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Title: HI-STAR 100 Spent Fuel Transport Cask Analytical Evaluation for Drop Events

The U.S. Nuclear Regulatory Commission (NRC) is responsible for licensing commercial spent nuclear fuel transported in casks certified by NRC under the Code of Federal Regulations (CFR), Title 10, Part 71 [1]. Both the International Atomic Energy Agency (IAEA) regulations for transporting radioactive materials [2, paragraph 727], and 10 CFR 71.73 require casks to be evaluated for hypothetical accident conditions, which includes a 9-meter (m) (30-ft) drop impact event on a flat, essentially unyielding, horizontal surface, in the most damaging orientation. This paper examines the behavior of one of the NRC-certified transportation casks, the HI-STAR 100 [3], for drop impact events. The specific area examined is the behavior of the bolted connections in the “overpack” top flange and the closure plate, which are significantly loaded during the hypothetical drop impact event. The term “overpack” refers to the cask that receives and contains a sealed multi-purpose canister (MPC) containing spent nuclear fuel. The analytical work to evaluate the NRC-certified HI-STAR 100 spent fuel transport cask [3] for a 9-m (30-ft) drop impact event on a flat, unyielding, horizontal surface, was performed using the ANSYS® [4] and LS DYNA™ [5] finite-element analysis codes. The models were sufficiently detailed, in the areas ofmore » bolt closure interfaces and containment boundaries, to evaluate the structural integrity of the bolted connections under 9-m (30-ft) free-drop hypothetical accident conditions, as specified in 10 CFR 71.73. Evaluation of the cask for puncture, caused by a free-drop through a distance of 1-m (40-in.) onto a mild steel bar mounted on a flat, essentially unyielding, horizontal surface, required by 10 CFR 71.73, was not included in the current work, and will have to be addressed in the future. Based on the analyses performed to date, it is concluded that, even though brief separation of the flange and the closure plate surfaces may occur, the seals would close at the end of the drop events, because the materials remain elastic during the duration of the event.« less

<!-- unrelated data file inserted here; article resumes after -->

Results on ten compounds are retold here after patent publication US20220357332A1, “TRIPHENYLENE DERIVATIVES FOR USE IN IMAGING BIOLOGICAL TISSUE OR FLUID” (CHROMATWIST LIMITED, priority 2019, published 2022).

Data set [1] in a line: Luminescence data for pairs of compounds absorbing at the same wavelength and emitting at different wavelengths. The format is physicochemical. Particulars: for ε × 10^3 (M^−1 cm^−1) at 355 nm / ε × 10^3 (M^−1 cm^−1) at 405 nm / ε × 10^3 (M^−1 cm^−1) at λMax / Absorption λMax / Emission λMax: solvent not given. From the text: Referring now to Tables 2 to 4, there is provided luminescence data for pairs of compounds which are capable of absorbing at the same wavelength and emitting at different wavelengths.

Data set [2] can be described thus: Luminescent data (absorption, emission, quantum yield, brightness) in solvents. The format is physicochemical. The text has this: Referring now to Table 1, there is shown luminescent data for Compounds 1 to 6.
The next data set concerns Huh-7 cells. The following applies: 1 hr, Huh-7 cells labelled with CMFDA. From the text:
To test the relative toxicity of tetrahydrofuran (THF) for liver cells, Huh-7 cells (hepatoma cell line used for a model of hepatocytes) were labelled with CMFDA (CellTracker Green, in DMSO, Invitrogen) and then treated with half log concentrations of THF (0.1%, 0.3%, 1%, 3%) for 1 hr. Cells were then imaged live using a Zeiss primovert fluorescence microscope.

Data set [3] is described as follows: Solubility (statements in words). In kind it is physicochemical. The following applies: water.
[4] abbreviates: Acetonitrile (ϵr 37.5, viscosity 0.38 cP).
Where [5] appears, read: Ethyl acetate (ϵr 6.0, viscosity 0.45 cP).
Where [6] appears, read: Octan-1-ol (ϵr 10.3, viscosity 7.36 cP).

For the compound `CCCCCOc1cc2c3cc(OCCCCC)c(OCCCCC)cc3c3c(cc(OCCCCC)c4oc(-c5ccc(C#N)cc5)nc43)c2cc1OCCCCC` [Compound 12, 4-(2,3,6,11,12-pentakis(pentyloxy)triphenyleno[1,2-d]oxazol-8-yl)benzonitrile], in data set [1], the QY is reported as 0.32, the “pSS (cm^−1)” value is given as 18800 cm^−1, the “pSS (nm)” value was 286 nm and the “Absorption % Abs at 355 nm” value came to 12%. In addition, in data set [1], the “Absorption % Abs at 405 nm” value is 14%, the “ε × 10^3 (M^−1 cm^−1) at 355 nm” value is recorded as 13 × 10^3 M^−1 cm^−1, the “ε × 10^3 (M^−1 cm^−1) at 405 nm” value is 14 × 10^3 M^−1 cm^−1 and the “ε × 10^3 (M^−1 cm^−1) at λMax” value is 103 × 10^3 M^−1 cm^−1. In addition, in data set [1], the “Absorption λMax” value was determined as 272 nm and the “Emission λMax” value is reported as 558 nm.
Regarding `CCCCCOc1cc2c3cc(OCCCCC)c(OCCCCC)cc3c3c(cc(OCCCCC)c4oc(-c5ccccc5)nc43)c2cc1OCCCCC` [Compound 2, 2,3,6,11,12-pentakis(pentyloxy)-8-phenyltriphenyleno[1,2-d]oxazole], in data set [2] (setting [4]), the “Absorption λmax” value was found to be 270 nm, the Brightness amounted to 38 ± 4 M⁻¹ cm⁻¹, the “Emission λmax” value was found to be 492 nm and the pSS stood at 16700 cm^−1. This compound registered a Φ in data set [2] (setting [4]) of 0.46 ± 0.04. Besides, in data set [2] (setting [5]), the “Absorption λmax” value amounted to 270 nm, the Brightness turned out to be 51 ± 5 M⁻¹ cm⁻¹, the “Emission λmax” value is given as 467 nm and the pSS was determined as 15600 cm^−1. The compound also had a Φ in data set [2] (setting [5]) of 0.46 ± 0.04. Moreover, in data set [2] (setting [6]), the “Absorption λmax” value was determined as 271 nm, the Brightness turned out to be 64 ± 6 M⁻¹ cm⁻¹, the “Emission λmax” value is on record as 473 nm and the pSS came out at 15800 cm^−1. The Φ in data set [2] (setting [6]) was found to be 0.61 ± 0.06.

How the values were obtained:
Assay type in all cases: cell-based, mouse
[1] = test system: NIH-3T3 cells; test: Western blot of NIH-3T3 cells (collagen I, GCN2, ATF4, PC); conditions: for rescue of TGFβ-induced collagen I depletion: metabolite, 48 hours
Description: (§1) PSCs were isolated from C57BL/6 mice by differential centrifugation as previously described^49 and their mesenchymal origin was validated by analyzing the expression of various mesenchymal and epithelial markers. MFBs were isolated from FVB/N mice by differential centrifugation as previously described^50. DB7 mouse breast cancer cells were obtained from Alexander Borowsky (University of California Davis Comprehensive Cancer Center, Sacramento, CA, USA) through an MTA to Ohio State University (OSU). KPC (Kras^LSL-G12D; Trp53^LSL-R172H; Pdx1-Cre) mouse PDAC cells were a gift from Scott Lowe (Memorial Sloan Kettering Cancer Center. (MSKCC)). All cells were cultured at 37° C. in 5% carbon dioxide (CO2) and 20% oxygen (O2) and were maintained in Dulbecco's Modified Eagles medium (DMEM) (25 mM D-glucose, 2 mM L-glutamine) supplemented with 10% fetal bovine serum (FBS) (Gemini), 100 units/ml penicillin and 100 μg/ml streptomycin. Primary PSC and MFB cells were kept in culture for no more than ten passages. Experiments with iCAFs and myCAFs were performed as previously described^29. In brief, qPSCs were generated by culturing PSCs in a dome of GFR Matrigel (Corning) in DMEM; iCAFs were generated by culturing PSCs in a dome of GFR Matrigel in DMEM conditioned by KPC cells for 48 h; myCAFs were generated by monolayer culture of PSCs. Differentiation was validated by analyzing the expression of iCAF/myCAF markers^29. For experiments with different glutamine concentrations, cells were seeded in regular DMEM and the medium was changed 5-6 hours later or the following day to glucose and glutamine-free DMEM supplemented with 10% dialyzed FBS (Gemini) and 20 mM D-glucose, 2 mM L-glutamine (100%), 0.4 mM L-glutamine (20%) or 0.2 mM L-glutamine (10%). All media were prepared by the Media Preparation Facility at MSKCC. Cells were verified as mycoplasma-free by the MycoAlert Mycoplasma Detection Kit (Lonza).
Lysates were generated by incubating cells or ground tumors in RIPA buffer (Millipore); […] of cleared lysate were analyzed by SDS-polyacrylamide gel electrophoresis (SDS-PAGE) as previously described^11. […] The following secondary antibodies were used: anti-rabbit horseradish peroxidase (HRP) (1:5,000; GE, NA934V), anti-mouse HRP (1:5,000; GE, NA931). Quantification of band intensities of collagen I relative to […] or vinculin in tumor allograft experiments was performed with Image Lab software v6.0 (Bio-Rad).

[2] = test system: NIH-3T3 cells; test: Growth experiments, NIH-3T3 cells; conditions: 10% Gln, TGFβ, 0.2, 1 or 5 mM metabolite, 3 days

Authors:
; ; ;
Publication Date:
OSTI Identifier:
951567
Report Number(s):
PNNL-SA-54365
401001050; TRN: US0902219
DOE Contract Number:
AC05-76RL01830
Resource Type:
Journal Article
Resource Relation:
Journal Name: Packaging, Transport, Storage and Security of Radioactive Material, 18(1):3-9; Journal Volume: 18; Journal Issue: 1
Research Org:
Pacific Northwest National Laboratory (PNNL), Richland, WA (US)
Sponsoring Org:
USDOE
Country of Publication:
United States
Language:
English
Subject:
11 NUCLEAR FUEL CYCLE AND FUEL MATERIALS; 36 MATERIALS SCIENCE; CASKS; CLOSURES; CONTAINERS; CONTAINMENT; FASTENERS; FLANGES; HYPOTHETICAL ACCIDENTS; IAEA; LICENSING; NUCLEAR FUELS; ORIENTATION; RADIOACTIVE MATERIALS; REGULATIONS; SPENT FUELS; STEELS; TRANSPORT